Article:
Nice write-up! Now I feel like I actually got to see and experience the movie myself! (lolz) =D

  2. Haha, nice to hear that I got you curious enough to give this movie a try. It's a must-see for Zhang Ziyi fans and an interesting specimen of Chinese cinema and where it's headed.

    I liked Zhang Ziyi best in "The Banquet" but I myself have to admit that her acting hasn't improved that much in her decade-long career. Even her beauty is overrated since she looks rather plain next to Gong Li and Fan Bing Bing... but I do love the fact that she tries (even with her Zoolander limits and all). :D

  3. lmao @ Zoolander references xD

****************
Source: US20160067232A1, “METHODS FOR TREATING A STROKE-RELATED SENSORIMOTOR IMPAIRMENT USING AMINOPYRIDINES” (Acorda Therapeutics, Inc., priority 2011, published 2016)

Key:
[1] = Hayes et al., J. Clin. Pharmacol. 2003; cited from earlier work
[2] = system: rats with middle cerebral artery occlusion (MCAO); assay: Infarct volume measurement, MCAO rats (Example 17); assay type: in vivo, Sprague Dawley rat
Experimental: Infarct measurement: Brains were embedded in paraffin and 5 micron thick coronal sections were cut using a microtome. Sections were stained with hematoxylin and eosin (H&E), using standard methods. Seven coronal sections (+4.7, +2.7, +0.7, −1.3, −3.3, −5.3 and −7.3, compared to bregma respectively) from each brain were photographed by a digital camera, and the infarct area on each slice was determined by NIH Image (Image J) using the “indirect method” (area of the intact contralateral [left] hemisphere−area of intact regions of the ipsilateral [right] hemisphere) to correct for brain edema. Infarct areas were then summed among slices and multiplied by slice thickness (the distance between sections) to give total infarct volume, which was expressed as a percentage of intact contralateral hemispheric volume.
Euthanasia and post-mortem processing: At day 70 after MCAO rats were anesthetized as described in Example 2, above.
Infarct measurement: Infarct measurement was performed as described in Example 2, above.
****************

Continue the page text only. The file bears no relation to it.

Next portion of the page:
Oh dear ZiYi... she is exactly the reason why I haven't touched this movie yet.

    My favourite performance from her is still The Road Home- pure & unadulterated. She was alright in CTHD but everything else I've seen her in (& for some reason, I have seen aplenty... I def give her credit for knowing how to choose her leading men ^^;;) I've just wanted to slap that pout off her porcelain pretty face >_<"

    Is Ji Sub's Mandarin as entertaining as say, Yamapi's English? lolol

    P.S. I think Fan Bing Bing is the total hotness as well!

  4. Yikes, I totally forgot about "The Road Home". She was so cute in that one, especially the part where she runs after the teacher clutching a bowl of dumplings. She looked so innocent then. Now we get pictures of her on the beach without her top on, accompanied by her (latest) rich, foreign boyfriend. Ehehehe.

  5. ^ Omo, I saw those beach pics. ZZY looked like she could fit inside her Euro-beau's hairy chest or something. *shudder* Why can't she be with somebody normal, like Takeshi Kaneshiro? lulz